Hades and the Helm of Darkness

The Helm of Darkness…sounds awesome right? Also known by the less impressive title of The Cap of Invisibility, this powerful object rendered anyone who wore it completely invisible. Originally forged by the craft masters among the Cyclops, this object is part of a triad of weapons especially created during the Greek Titanomachy, the great war between the Titans and the Olympians. Before the war began the Cyclops had been imprisoned in the earth by the Titan Cronus, but Zeus freed them along with the Hecatonchires (the hundred-handed ones), recruiting them to his side and tipping the scales of the war. As part of the war effort, the Cyclops created three supernatural objects for the three first generational Olympian brothers; a thunderbolt for Zeus, a trident for Poseidon and a helmet for Hades.

Hades used his helmet to great effect during the Titanomachy, and the Olympians eventually emerged victorious, banishing the Titans to Tartarus. The brothers then divided the world; Zeus ruled the heavens and earth, Poseidon the water, and Hades the underworld. Once the war was over, rather than leave his helmet gathering dust, Hades began to generously lend it out to others to aid them in their own quests.

titanomachy
Cornelis Cornelisz van Haarlem, The Fall of the Titans, 1596-98

Hermes borrowed it during the Gigantomachy, the war between the Olympians and the Giants that directly followed the Titanomachy. According to Apollodorus, the Earth, vexed at the imprisonment of the Titans, gave birth to a race of giants. These giants were borne out of anger and angry they were, hurling rocks and burning logs into the sky as they tried to hit the Olympians.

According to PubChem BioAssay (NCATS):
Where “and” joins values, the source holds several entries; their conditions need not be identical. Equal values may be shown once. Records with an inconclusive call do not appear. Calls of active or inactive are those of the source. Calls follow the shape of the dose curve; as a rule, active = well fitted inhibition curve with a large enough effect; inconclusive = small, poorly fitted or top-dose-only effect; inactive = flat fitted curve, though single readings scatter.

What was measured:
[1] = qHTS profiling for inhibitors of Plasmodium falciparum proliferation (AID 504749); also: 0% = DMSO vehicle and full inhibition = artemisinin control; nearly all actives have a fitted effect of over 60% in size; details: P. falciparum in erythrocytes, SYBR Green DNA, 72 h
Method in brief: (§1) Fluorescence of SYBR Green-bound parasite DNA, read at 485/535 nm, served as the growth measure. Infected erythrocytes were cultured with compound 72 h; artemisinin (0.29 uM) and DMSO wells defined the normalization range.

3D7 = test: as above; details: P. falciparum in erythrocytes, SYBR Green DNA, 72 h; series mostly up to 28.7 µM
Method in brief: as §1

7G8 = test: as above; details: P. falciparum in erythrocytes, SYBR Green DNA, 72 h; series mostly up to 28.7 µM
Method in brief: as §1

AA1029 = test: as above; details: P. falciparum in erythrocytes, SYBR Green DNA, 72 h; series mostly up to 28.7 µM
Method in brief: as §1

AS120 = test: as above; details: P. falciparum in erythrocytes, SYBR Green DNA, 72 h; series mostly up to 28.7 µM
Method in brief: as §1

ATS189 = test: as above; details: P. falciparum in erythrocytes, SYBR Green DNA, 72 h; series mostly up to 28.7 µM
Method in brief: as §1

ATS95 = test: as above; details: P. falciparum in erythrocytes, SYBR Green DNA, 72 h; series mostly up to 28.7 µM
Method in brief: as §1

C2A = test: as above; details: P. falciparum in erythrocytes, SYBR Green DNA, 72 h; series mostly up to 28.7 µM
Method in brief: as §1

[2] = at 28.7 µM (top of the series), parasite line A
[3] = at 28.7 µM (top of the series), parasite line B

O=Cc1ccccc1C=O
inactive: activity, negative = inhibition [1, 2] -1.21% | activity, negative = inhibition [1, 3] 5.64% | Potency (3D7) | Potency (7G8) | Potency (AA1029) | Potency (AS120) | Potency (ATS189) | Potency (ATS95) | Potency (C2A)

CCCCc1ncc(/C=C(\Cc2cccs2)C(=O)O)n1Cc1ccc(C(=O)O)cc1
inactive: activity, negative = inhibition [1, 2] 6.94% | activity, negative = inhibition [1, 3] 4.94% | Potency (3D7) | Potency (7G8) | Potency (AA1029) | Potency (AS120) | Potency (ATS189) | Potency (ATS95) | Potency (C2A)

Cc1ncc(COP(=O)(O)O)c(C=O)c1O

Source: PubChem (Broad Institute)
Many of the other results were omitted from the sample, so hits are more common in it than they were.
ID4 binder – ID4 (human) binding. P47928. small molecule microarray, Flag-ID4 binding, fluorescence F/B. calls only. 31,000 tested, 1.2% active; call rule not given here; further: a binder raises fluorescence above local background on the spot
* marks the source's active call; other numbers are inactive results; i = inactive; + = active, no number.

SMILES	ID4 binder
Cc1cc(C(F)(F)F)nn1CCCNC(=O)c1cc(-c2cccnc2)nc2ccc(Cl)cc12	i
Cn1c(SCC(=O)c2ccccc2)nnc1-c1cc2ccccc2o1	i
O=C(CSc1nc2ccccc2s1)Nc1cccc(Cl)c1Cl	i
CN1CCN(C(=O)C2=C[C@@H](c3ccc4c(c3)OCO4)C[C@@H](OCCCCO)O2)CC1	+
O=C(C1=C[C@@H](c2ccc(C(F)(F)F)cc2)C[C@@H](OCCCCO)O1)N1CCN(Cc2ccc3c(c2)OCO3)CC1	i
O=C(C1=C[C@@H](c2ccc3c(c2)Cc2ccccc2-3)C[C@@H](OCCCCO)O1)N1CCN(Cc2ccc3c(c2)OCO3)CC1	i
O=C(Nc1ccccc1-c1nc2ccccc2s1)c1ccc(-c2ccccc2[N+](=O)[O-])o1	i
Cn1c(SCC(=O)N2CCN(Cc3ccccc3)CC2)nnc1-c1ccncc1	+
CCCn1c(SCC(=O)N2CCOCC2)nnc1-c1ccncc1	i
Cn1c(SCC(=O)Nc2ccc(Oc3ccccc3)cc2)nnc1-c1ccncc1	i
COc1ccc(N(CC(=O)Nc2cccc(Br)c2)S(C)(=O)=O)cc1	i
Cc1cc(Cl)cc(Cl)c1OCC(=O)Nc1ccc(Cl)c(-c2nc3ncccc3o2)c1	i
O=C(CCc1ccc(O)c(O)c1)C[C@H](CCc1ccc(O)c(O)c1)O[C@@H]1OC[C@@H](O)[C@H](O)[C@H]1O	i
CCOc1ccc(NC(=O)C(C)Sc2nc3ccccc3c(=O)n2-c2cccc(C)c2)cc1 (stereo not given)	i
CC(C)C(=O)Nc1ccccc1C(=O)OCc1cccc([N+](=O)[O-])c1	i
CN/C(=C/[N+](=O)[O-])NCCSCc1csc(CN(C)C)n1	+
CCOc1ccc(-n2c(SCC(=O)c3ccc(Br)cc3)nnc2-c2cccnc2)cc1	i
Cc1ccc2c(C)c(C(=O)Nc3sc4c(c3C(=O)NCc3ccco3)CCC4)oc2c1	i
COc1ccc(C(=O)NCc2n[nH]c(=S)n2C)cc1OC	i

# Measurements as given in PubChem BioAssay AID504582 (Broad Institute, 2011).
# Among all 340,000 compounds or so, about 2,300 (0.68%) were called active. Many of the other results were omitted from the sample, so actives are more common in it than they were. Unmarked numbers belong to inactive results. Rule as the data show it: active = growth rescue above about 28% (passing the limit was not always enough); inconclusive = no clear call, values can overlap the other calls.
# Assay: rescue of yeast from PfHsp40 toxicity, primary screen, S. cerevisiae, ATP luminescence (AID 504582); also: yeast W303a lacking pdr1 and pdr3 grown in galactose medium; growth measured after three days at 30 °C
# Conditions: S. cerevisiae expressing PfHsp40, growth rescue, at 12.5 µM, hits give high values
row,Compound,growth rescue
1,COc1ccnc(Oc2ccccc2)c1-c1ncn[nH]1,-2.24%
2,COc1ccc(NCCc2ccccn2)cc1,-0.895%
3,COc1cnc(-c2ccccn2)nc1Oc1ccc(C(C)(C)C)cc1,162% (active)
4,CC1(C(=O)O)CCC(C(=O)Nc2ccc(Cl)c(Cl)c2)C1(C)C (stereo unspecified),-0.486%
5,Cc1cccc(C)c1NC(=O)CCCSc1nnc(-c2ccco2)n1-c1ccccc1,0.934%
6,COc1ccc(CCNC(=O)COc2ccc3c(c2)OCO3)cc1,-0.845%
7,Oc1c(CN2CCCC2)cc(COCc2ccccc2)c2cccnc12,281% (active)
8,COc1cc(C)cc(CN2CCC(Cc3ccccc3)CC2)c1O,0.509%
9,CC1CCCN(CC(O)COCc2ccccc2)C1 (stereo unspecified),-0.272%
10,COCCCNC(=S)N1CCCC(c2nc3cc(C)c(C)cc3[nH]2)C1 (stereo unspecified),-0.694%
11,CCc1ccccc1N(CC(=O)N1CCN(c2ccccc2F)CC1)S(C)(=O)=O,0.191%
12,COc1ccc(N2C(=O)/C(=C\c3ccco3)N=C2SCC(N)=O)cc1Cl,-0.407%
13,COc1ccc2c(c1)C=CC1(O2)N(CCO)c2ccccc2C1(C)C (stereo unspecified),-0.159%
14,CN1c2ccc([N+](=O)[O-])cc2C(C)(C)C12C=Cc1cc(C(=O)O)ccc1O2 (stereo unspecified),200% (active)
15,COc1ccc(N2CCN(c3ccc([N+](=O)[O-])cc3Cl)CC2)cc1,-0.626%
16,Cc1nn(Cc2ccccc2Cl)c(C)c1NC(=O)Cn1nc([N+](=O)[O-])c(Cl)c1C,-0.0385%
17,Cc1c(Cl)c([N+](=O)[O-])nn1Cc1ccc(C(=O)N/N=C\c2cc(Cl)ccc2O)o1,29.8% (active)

An oracle had decreed that the Giants could not be killed by the Olympians, but Zeus found a loop-hole; he forbade the sun, the dawn and the moon to shine, and then he called his mortal son Hercules to come to his aid. The Olympians dispatched the giants in various ways; Hermes specifically tricked the giant Hippolytus with his invisibility, courtesy of Hades’ Helm. Hercules, not being a God, was free to slay the giants, fulfilling the oracle’s proclamation.

Athena/Minerva also borrowed the helm during the Trojan war. In book V of The Iliad Minerva aided the mortal Diomedes, one of the ‘Seven against Thebes’ and her own personal champion in the war. As Diomedes chased after the God Ares/Mars, Minerva boarded Diomedes’ chariot, hidden by the Helm of Darkness. She guided Diomedes hand as he threw his spear, adjusting its aim so it plowed into the stomach of the God, making Diomedes one of the few mortals ever to have harmed one of the Gods, or so it was thought. Minerva’s invisibility beneath the helm meant that no one was ever aware that it was Her divine intervention that had caused Diomedes careful aim.

Athena_Diomedes_Tyszkiewicz_painter
Athena guiding Diomedes in the Trojan War, 
the Tyszkiewicz Painter, 490-480 BCE 
Boston Museum of Fine Arts

Some accounts of the slaying of Medusa by the hero Perseus also included the Helm of Darkness (Apollodorus & Hyginus are two such accounts). Tasked with killing Medusa, Perseus was equipped with the Helm of Darkness, winged boots, a curved sword and a reflective shield. The helm allowed Perseus to sneak past the sleeping gorgons undetected. Using the shield as a mirror so he would not look upon the sisters and be turned to stone, Perseus swung his sword and decapitated her head from her body before fleeing on his winged horse, Pegasus.

For those of you wanting to borrow a magical helmet that will impart the power of invisibility, who knows, perhaps Hades will lend it out to you…then again, dealing with Hades can be tricky: just ask Persephone

persephone hades
Persephone and Hades, red-figure kylix, c. 440-430 BCE, British Museum, London

 

 

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